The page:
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Adhar Chandra Pal Vs. Dibakar Bhutan - Court Judgment

LegalCrystal Citation
CourtKolkata
Decided On
Judge
Reported in25Ind.Cas.76
AppellantAdhar Chandra Pal
RespondentDibakar Bhutan
Excerpt:
possession - dispossession--title to possession. - .....of rent to the raja of narajole, who admittedly was the proprietor of the land and able to give a right to possession.2. the lower appellate court has obviously fallen into error on at least one point. but it is unnecessary for us to base our decision on that. it is enough for us to take the facts as they are established, and consider whether on those facts the position is not this that the plaintiff not only was in possession but had a title to possession. though the lower appellate court evidently was not satisfied on the evidence as to tripura's possession, the plaintiff's possession was held to be proved, nor was there any disturbance of the finding of the munsif that, as an incident of that possession, rent was paid by the plaintiff to the landlord. if appears, therefore, to us.....
Judgment:

Lawrence Jenkins, C.J.

1. This is an appeal under Clause 15 of the Letters Patent in a suite brought for recovery of possession of land and for daclaration of the plaintiff's right therein. The plaintiff claims to be entitled to possession of the land under the Raja of Narajole. His right was affirmed by the Munsif who passed a decree in his favour. But on appeal, the learned Judge of the lower Appellate Court reversed that decree and dismissed the suit. The judgment now under appeal has affirmed the decree of the lower Appellate Court. It is quite true that the plaintiff alleged a title in himself to possession derived from one Tripura and that this title of Tripura's has been negatived by the lower Appellate Court. The plaintiff's right, however, as formulated in the plaint, did not rest on that alone, but there were allegations of possession over a considerable number of years and also of payment of rent to the Raja of Narajole, who admittedly was the proprietor of the land and able to give a right to possession.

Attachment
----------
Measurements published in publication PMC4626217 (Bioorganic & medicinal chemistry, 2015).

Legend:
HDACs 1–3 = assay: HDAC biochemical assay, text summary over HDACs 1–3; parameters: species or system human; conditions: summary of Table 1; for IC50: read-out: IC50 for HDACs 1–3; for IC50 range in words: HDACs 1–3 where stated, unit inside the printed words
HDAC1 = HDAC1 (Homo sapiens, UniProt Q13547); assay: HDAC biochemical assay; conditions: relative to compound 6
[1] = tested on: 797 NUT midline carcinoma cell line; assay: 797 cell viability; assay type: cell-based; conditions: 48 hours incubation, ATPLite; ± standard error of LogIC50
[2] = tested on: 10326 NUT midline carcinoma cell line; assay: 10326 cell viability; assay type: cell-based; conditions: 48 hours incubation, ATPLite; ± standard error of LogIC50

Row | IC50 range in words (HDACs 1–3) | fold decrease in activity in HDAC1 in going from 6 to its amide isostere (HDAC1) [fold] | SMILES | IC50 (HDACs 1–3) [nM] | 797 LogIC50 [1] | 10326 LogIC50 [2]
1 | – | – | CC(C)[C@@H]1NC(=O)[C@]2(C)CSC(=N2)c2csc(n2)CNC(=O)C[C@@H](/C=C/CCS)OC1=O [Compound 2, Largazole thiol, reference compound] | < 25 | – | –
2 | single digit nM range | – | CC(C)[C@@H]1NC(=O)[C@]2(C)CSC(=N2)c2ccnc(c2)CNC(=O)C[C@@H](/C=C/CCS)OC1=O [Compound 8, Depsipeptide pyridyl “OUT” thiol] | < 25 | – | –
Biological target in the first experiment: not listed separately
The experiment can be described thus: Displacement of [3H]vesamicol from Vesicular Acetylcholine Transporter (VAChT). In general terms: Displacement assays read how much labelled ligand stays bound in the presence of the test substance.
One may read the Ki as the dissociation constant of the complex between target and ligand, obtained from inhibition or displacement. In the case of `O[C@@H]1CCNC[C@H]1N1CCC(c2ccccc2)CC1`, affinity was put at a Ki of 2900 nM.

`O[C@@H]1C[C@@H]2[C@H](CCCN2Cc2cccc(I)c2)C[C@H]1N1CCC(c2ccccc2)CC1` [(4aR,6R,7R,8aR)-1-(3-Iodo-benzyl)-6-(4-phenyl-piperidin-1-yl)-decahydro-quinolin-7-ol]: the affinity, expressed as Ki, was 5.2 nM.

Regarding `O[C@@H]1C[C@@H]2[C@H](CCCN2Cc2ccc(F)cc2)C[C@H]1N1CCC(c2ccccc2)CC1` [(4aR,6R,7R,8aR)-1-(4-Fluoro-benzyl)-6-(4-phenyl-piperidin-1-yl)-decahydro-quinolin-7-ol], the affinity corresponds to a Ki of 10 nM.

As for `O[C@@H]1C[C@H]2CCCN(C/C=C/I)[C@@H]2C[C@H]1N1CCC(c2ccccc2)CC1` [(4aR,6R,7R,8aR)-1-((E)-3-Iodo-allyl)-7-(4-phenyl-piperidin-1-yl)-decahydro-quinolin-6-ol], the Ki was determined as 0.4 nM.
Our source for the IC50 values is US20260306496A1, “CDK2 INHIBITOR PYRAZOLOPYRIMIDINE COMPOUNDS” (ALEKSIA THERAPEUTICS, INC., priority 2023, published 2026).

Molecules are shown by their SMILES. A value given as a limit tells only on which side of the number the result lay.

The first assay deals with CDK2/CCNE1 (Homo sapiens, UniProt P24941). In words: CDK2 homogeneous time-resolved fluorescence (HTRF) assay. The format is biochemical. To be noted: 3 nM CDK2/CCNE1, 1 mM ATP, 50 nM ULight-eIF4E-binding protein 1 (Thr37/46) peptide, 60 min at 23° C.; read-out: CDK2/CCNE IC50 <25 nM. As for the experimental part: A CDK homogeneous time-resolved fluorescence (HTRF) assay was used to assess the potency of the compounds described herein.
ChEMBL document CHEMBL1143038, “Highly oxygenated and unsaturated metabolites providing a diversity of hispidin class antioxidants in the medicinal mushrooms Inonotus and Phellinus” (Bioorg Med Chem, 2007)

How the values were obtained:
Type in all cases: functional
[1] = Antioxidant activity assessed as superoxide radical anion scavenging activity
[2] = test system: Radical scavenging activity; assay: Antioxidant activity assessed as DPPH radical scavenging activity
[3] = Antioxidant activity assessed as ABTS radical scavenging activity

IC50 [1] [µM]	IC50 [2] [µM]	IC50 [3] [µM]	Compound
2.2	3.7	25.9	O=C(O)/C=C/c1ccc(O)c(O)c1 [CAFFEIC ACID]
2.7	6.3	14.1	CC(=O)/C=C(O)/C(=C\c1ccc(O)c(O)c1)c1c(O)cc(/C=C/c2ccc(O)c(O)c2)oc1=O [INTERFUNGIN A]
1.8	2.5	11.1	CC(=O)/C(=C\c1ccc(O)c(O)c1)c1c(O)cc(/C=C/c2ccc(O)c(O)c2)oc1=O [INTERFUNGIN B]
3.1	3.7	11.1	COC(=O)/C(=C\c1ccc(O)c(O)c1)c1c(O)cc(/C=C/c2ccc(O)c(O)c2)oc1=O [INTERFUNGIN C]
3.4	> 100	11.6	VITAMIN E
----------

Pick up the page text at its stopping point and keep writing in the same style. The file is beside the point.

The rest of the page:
2. The lower Appellate Court has obviously fallen into error on at least one point. But it is unnecessary for us to base our decision on that. It is enough for us to take the facts as they are established, and consider whether on those facts the position is not this that the plaintiff not only was in possession but had a title to possession. Though the lower Appellate Court evidently was not satisfied on the evidence as to Tripura's possession, the plaintiff's possession was held to be proved, nor was there any disturbance of the finding of the Munsif that, as an incident of that possession, rent was paid by the plaintiff to the landlord. If appears, therefore, to us that we must accept those two facts as established in this case, and from those two facts the legal inference flows that the plaintiff to this case was not only in. possession but was in possession by virtue of a title derived from the owner of the land which gave the plaintiff a right to possession. It is, therefore, not necessary for us to deal with that conflict of authority between the decisions of this Court on the one hand and those of the other High Courts in India on the other, as to whether possession by itself is a sufficient basis for a possessory suit outside Section 9 of the Specific Relief Act. Hero we have something more than that, for the plaintiff had a right to possession which entitled him to bring a suit in the ordinary course for the purpose of recovering the possession to which he was entitled and of which he had been deprived. It does not appear necessary to send down the case for further investigation for we have ample materials before us for our decision that the plaintiff has made out his right to have possession restored to him. in this suit.

3. We accordingly set aside the judgment under appeal as also the decree of the lower Appellate Court and restore the decree of the Munsif; and the plaintiff must get his costs throughout this litigation.

Mookerjee, J.

4. I agree.


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